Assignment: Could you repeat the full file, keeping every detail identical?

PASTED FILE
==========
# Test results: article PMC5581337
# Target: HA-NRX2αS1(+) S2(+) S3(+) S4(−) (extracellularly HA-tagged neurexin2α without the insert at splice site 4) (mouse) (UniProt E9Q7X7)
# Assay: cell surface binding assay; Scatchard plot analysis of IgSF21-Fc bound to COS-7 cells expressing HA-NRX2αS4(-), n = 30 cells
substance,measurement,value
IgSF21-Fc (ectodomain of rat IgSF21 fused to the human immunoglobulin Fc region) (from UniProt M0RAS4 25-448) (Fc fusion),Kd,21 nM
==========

# Test results: article PMC5581337
# Target: HA-NRX2αS1(+) S2(+) S3(+) S4(−) (extracellularly HA-tagged neurexin2α without the insert at splice site 4) (mouse) (UniProt E9Q7X7)
# Assay: cell surface binding assay; Scatchard plot analysis of IgSF21-Fc bound to COS-7 cells expressing HA-NRX2αS4(-), n = 30 cells
substance,measurement,value
IgSF21-Fc (ectodomain of rat IgSF21 fused to the human immunoglobulin Fc region) (from UniProt M0RAS4 25-448) (Fc fusion),Kd,21 nM